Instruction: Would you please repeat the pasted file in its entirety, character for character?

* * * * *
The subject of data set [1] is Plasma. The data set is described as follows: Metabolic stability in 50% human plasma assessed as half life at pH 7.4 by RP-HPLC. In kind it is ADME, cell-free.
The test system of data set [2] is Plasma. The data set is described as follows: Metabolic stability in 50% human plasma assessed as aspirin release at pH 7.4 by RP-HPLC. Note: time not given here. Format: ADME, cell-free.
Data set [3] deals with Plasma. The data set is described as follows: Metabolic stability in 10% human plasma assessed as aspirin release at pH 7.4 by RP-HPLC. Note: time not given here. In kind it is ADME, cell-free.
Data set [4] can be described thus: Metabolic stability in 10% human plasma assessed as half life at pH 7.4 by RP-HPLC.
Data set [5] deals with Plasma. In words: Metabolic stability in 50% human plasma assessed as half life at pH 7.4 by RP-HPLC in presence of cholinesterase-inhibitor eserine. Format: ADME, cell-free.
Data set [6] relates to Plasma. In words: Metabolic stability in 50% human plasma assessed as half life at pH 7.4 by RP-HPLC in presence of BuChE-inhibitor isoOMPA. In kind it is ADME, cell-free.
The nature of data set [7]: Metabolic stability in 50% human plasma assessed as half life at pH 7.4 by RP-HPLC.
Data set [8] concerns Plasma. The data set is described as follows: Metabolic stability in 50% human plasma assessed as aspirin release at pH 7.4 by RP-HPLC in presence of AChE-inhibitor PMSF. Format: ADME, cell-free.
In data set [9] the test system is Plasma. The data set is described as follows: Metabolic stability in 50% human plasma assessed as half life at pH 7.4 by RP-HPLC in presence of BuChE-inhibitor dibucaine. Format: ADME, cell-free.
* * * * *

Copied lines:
The subject of data set [1] is Plasma. The data set is described as follows: Metabolic stability in 50% human plasma assessed as half life at pH 7.4 by RP-HPLC. In kind it is ADME, cell-free.
The test system of data set [2] is Plasma. The data set is described as follows: Metabolic stability in 50% human plasma assessed as aspirin release at pH 7.4 by RP-HPLC. Note: time not given here. Format: ADME, cell-free.
Data set [3] deals with Plasma. The data set is described as follows: Metabolic stability in 10% human plasma assessed as aspirin release at pH 7.4 by RP-HPLC. Note: time not given here. In kind it is ADME, cell-free.
Data set [4] can be described thus: Metabolic stability in 10% human plasma assessed as half life at pH 7.4 by RP-HPLC.
Data set [5] deals with Plasma. In words: Metabolic stability in 50% human plasma assessed as half life at pH 7.4 by RP-HPLC in presence of cholinesterase-inhibitor eserine. Format: ADME, cell-free.
Data set [6] relates to Plasma. In words: Metabolic stability in 50% human plasma assessed as half life at pH 7.4 by RP-HPLC in presence of BuChE-inhibitor isoOMPA. In kind it is ADME, cell-free.
The nature of data set [7]: Metabolic stability in 50% human plasma assessed as half life at pH 7.4 by RP-HPLC.
Data set [8] concerns Plasma. The data set is described as follows: Metabolic stability in 50% human plasma assessed as aspirin release at pH 7.4 by RP-HPLC in presence of AChE-inhibitor PMSF. Format: ADME, cell-free.
In data set [9] the test system is Plasma. The data set is described as follows: Metabolic stability in 50% human plasma assessed as half life at pH 7.4 by RP-HPLC in presence of BuChE-inhibitor dibucaine. Format: ADME, cell-free.